4D printing is a subset of 3D printing. In “normal” 3D printing, the end product is static, unless some flexible material is used, and it is meant to stay in that form. 4D printing is a way of “programming” the material/object to change form or functionality when given the correct impulse.
For example: running shoes could be designed to change the way they feel or fit depending on the activity of the wearer. Also, clothing could change its functionality depending on the weather. Although these products and solutions are not yet on the market, various research institutions like the MIT Self-Assembly lab are working on improving such technologies.
Question 6. Are 3d Printed Goods As Good As Those Manufactured “traditionally”?
3D printing has enabled certain products to be improved beyond the capabilities of traditional manufacturing processes like jet engine components.
But on a general level, it would be a subjective statement to suggest that a certain 3D printed product is better or worse than its traditional counterpart. Seen on an economic level, 3D printing is on its way to becoming a very efficient, resourceful, and cost effective means of production and will probably surpass conventional manufacturing processes in those aspects in the future.
Question 7. Who Invented 3d Printing?
Charles (Chuck) Hull, co-founder of 3D Systems, invented the solid imaging process known today as stereolithography (SLA). This was the first commercial 3D printing method. He first thought of the idea in 1983 while using UV light to harden tabletop coatings. In 1986 he received the patent for the process.
By the way, Charles Hull is also the person who invented the .STL file format, which is the most common 3D printing file format.
Question 8. Can I Use 3d Printing In Education?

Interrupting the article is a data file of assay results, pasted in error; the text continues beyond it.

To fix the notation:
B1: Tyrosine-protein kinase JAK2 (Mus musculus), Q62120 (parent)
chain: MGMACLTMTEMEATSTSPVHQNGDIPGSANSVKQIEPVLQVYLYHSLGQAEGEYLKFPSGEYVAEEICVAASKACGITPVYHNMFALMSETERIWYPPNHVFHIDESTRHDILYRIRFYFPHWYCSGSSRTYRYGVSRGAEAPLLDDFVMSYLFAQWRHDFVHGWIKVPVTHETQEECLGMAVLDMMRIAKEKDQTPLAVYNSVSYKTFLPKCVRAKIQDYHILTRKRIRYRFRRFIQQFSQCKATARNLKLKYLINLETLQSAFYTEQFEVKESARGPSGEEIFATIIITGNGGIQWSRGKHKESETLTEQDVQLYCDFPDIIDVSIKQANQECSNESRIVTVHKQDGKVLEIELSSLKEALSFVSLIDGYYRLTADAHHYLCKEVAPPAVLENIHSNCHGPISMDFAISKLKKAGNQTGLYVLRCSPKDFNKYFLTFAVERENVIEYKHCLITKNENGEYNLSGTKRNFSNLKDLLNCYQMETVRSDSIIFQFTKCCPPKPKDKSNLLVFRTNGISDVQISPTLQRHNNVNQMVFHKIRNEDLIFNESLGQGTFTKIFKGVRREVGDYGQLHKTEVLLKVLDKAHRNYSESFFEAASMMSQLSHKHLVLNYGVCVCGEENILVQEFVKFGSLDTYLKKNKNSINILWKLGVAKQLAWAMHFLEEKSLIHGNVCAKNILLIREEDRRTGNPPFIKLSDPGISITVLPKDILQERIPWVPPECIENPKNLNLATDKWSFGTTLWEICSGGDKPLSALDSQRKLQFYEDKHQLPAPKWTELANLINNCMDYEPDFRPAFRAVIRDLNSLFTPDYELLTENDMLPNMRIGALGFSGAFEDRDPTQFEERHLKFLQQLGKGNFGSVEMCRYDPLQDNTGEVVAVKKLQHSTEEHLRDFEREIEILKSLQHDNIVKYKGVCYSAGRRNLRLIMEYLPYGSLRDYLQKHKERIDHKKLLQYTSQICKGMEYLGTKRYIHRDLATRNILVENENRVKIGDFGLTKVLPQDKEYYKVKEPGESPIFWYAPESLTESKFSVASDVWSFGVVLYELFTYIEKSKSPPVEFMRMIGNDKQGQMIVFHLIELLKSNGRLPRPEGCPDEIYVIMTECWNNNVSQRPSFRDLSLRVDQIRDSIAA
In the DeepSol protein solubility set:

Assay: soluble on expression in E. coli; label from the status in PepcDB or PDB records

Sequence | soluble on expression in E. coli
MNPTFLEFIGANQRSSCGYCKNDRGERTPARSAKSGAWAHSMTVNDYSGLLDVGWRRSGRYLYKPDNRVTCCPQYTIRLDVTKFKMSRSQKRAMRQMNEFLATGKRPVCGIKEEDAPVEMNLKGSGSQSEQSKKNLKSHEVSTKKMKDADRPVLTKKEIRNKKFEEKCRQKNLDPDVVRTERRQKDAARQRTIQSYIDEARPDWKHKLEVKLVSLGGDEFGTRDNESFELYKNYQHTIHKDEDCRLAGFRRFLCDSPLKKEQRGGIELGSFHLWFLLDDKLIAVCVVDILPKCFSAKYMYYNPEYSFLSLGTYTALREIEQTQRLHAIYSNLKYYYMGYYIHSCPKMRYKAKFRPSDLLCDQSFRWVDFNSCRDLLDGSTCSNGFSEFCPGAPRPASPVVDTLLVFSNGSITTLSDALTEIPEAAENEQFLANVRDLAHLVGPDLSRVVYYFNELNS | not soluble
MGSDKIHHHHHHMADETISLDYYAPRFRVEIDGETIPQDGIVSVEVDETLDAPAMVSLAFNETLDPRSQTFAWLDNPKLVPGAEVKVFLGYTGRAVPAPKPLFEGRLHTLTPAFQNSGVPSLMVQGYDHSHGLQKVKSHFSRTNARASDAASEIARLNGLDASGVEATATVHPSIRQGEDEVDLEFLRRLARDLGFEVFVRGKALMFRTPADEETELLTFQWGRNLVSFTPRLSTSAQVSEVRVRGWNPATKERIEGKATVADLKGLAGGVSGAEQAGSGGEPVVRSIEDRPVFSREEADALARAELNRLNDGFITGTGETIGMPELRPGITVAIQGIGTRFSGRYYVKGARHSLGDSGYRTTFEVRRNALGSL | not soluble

Yes, 3D printing is already being introduced to students at an early age.
3D printing enables the physical manifestation of someone’s thoughts and ideas. The hands-on experience makes a technical subject fun and attractive, even for people who aren’t especially interested (yet) in design, architecture, computer science or engineering and many other fields of study. For some, what used to be a dry and theoretical and (as a result of that) boring class, can now become an engaging and hands-on experience.
China, for example, has plans to have every one of its elementary schools equipped with 3D printers by 2017. The early immersion of students to the new technology will make them fit for the future, when 3D printing will become more and more important for the workplace and everyday life.
Also, in Japan, Kabaku and Microsoft have developed a 3D printing and programming learning tool. Based on the popular video game Mine craft, students can design structures in the game and have their creations output on a 3D printer. This helps the students realize the potential impact that their imagination and ideas can have. And makes them realize that designing is a process of trial and error, often involving several iterations before getting it right.
There is no debating whether or not 3D printing can be used in the classroom. It’s more a question of when. For further reading, check out this article on how 3D printing improves education. Also, there is an interesting Teacher‘s Guide to 3D Printing here.